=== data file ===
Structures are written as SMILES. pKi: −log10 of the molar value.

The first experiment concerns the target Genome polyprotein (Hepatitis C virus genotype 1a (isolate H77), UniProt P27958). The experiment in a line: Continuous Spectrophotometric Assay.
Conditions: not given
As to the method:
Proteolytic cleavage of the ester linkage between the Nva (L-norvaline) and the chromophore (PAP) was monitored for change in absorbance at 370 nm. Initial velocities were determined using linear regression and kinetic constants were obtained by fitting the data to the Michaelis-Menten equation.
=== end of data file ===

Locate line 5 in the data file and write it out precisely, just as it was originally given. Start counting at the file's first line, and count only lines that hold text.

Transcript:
Proteolytic cleavage of the ester linkage between the Nva (L-norvaline) and the chromophore (PAP) was monitored for change in absorbance at 370 nm. Initial velocities were determined using linear regression and kinetic constants were obtained by fitting the data to the Michaelis-Menten equation.